Ask any average kid what his or her favorite part of the school day is and you will probably get the answer lunch or recess. Kids love unstructured time because they have the privacy to fail while taking risks or learning how to be a social primate. At recess, kids have nearly 100% choice over what to do with their bodies, with the safe assumption that in case an injury does occur, an adult on duty will be on the scene in due time. Provide kids with a rich, not necessarily antiseptic space to explore and they teach us a lot about ingenuity, inclusivity and learning through play. Whether passionate about the physics of soccer or the game theory involved in the antics the day of a middle school dance, learning is experiential and self-directed at recess. Regardless of what passion takes over their choice time, we as adults trust them to make safe choices for the most part and we respect their individuality. So why does that trust shift when those same children come into our classrooms?
Christa Flores's Blog
The kind of consumer frenzy that inspires humans to stand in line for hours in order to give someone money for something non-essential to life, has always confused me. There was a stranger juxtaposition that caught my eye that day, however. A few feet from the line snaking out of the Apple store, a mother was sitting on the sidewalk with a toddler in a stroller and a young girl, holding a sign that read “I lost mi job” (yes she spelled my in Spanish)... “I have three children, please help.” Single mothers make up a significant portion of those in poverty, so I am guessing she really did need money and food for her three children. Thankfully someone agreed, and had bought the little family take out pizza, which they were enjoying. The whole scene was confusing to me and I was inspired to write this blog in hopes of making sense of our current economy and how the maker movement presents us with a potential cure for what seems like an endless problem.
Many argue that grades, especially those based on standardized tests, are limited in the information they provide about a student as a learner. Due to their “snapshot” nature, grades fail to represent a student’s growth over time. In addition, grades tend to be given by a teacher, excluding a student from the assessment process in a manner that can be detrimental to the student’s learning, engagement, willingness to take risks and even self-esteem. The ethical issues of grades aside, summative grades fail to represent the kind of work students do in a Maker Ed. program (STEAM programs in educational settings that employ making or hands on construction). One of the obvious forms of alternative assessment that makers can use to demonstrate competence and growth, is the portfolio. Below is a summary of what I have learned about portfolios in the arts and engineering fields, as well as my experience using portfolios for a 6th grade science course.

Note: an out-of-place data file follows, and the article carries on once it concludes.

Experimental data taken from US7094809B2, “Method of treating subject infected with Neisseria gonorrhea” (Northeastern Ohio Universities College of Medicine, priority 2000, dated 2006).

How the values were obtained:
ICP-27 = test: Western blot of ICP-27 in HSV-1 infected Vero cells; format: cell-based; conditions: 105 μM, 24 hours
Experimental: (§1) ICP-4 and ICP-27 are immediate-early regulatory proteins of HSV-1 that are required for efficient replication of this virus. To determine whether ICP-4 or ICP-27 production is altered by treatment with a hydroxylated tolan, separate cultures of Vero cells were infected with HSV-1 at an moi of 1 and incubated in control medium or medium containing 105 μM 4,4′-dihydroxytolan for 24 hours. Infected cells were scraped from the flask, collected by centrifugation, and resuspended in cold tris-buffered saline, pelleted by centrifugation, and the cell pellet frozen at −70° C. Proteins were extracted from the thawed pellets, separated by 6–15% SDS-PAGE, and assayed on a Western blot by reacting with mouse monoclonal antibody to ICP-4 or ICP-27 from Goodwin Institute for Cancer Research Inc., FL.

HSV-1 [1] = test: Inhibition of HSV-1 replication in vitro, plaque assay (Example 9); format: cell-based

Those working in a makered program, know this kind of work/learning is good for kids, as well as communities and have the energy to fight to keep their programs alive. To support these teachers and to keep makered programs sustainable, i.e. not let them suffer the fate of previous progressive education movements labeled as lacking rigor, we need to be thinking about assessment and we need to be thinking about the following kinds of assessment:
- Assessments used by students for real learning
- Assessments used by high schools and colleges for enrollment decisions
- Assessments used by a community norm system to establish authority or job readiness (badge or certification system)
- Assessments used to inform the efficacy of a maker program (research)
I wondered if students could be keeping a better track record of how the comments and feedback they got from their peers was reflected in their iteration process or growth as a student. That way, we could all see the value of the process.
Freire’s model of oppression might be well illustrated by the events of the Spanish inquisition, when ancient knowledge or beliefs collided with the socio-political world of Christianity. The story is more complicated, however and Freire offers this window of hope, “Only power that springs from the weakness of the oppressed will be sufficiently strong to free both.”
In the two years that I have been testing this curriculum, I have noticed that not only have my students (including the self-proclaimed “bad at math” students), but I too am developing a new love and appreciation of math through the work done in our fabrication lab, or FabLab. Having read Mindstorms; Children, Computers, and Powerful Ideas by Seymore Papert I was reminded of my new found “crush” on mathematics.